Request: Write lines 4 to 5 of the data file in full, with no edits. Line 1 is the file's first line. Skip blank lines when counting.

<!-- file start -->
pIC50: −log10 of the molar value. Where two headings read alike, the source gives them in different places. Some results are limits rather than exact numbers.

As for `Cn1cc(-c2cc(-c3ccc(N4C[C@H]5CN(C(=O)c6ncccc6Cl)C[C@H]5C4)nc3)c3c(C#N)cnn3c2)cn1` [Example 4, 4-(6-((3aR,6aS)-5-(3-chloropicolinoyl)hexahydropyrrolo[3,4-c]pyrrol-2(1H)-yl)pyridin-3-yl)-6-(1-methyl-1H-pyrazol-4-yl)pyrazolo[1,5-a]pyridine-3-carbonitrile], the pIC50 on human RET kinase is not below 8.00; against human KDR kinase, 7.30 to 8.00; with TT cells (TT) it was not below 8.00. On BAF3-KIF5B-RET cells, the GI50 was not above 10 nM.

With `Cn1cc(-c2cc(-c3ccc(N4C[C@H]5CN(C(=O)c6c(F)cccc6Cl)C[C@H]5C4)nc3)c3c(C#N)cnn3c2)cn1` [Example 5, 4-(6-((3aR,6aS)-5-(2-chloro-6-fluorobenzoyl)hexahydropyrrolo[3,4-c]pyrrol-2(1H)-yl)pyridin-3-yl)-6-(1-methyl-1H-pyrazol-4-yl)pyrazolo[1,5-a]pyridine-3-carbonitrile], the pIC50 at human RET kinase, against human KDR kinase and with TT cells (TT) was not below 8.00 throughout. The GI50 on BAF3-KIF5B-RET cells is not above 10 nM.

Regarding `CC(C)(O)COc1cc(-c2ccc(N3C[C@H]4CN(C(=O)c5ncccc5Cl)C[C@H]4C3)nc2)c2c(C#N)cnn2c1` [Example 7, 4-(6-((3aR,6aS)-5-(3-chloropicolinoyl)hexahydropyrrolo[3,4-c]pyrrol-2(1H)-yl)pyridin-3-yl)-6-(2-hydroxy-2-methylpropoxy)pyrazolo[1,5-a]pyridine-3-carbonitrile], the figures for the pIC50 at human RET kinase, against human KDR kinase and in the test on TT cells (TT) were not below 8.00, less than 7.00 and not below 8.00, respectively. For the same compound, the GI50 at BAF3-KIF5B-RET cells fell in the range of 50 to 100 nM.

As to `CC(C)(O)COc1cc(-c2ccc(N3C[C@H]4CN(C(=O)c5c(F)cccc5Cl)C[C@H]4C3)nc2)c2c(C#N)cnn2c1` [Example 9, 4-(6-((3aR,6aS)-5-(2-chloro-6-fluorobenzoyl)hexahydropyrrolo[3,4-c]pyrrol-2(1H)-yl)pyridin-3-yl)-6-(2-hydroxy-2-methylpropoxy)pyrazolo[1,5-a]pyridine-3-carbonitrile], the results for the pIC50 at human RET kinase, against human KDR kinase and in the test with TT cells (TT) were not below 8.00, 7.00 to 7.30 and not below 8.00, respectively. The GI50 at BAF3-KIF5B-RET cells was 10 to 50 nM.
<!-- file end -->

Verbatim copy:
Regarding `CC(C)(O)COc1cc(-c2ccc(N3C[C@H]4CN(C(=O)c5ncccc5Cl)C[C@H]4C3)nc2)c2c(C#N)cnn2c1` [Example 7, 4-(6-((3aR,6aS)-5-(3-chloropicolinoyl)hexahydropyrrolo[3,4-c]pyrrol-2(1H)-yl)pyridin-3-yl)-6-(2-hydroxy-2-methylpropoxy)pyrazolo[1,5-a]pyridine-3-carbonitrile], the figures for the pIC50 at human RET kinase, against human KDR kinase and in the test on TT cells (TT) were not below 8.00, less than 7.00 and not below 8.00, respectively. For the same compound, the GI50 at BAF3-KIF5B-RET cells fell in the range of 50 to 100 nM.

As to `CC(C)(O)COc1cc(-c2ccc(N3C[C@H]4CN(C(=O)c5c(F)cccc5Cl)C[C@H]4C3)nc2)c2c(C#N)cnn2c1` [Example 9, 4-(6-((3aR,6aS)-5-(2-chloro-6-fluorobenzoyl)hexahydropyrrolo[3,4-c]pyrrol-2(1H)-yl)pyridin-3-yl)-6-(2-hydroxy-2-methylpropoxy)pyrazolo[1,5-a]pyridine-3-carbonitrile], the results for the pIC50 at human RET kinase, against human KDR kinase and in the test with TT cells (TT) were not below 8.00, 7.00 to 7.30 and not below 8.00, respectively. The GI50 at BAF3-KIF5B-RET cells was 10 to 50 nM.